|Illustration 2: Directional 14 dBi Indoor/Outdoor 2.4 GHz WiFi Antenna from C. Crane Co.|
The following tests were performed employing an Acer Aspire One netbook, Model NAV50 and a ViewSonic VOT-125, both with an internal IEEE 802.11 b/g/n wireless adapter, and an Actiontec MI242-WR Rev. F wireless router. The initial qualitative assessment was performed using the VOT-125 and the follow-up quantitative assessment with the Aspire One. While I was frequently able to detect my local Wi-Fi network via the internal Wi-Fi adapter in the VOT-125, I was unable to obtain a reliable connection to it.
The initial adapter installed for review was a Versa WiFi USB Adapter II ($29.95) provided by C. Crane Co.3 This unit is an integrated USB adapter, similar in shape to many other USB based Wi-Fi adapters available and somewhat larger in size than most of the ones I’ve seen. The biggest visual difference is that at the opposite end from the USB connector is a RP-SMA4,5 connector. This adapter comes with a 5 dBi6 antenna and a CD containing the required drivers and other software.
The biggest potential drawback of this unit is that it only supports 802.11b/g and not 802.11n. If the rest of your network is 802.11g, this is pretty much a non-issue. My only other concern is the risk of mechanical damage. While the base unit only weighs an ounce, the weight of the antenna is basically riding on the end of that lever arm. If we swap out the existing antenna for those with higher gains, this risk will only get worse. On the other hand, a network doesn’t do you any good if you can’t connect to it. The takeaway is that you need to be particularly careful while using this unit to not snag it on anything and to avoid sharp movements while using it or else use a USB extension cable to separate the adapter from the PC to remove the stress from the USB connector. How much of an issue this torque might be will depend in part on the orientation of the USB ports on your system. If the ports are oriented vertically, there will be less stress on the adapter than if they are oriented horizontally. When oriented horizontally, there will be a significant difference between whether the port is positioned so that the unit is supported by your work surface or if it is suspended in the air.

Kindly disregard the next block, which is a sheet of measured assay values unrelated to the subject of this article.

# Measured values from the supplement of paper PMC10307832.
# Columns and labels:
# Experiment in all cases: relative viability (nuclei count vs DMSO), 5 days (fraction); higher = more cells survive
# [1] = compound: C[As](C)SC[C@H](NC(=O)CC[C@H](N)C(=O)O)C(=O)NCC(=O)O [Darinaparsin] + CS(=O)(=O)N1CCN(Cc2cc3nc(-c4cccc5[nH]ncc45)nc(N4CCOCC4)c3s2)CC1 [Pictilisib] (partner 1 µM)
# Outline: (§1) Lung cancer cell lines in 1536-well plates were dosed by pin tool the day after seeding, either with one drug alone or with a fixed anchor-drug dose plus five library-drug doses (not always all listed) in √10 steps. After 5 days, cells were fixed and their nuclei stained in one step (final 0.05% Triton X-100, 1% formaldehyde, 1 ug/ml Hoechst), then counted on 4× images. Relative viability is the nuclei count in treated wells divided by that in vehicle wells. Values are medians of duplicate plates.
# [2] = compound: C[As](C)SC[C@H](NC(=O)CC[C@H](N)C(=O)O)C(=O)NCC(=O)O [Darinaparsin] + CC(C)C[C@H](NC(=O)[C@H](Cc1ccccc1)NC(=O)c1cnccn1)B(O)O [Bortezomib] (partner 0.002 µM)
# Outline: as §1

|Illustration 3: Super USB WiFi Antenna 3 from C. Crane Co.|
Upon completing the installation of this unit, I was able to create a reliable connection to my local Wi-Fi network, though throughput still seemed slow. The next step in this process was to remove the 5 dBi antenna and replace it with the optional Hi Gain 7 dBi WiFi Antenna ($19.95) that C. Crane Co. had included for evaluation. This antenna did result in both improved reception and throughput.
Following this, I replaced the antenna on the unit with C. Crane’s 14 dBi Indoor/Outdoor 2.4 GHz WiFi Antenna ($34.95). As this antenna is designed so that it can be used outdoors, it is equipped with a heavy-duty N-Female connector, instead of the RP-SMA connectors used on the other antennas. As such, and to allow it to easily be connected to the Versa adapter, a 10-foot co-axial Cable With N Male to RP-SMA Male adapter also was used. Unlike the previous antennas, which were omnidirectional, this unit is a directional antenna, with the preferred direction being perpendicular to the face of the unit.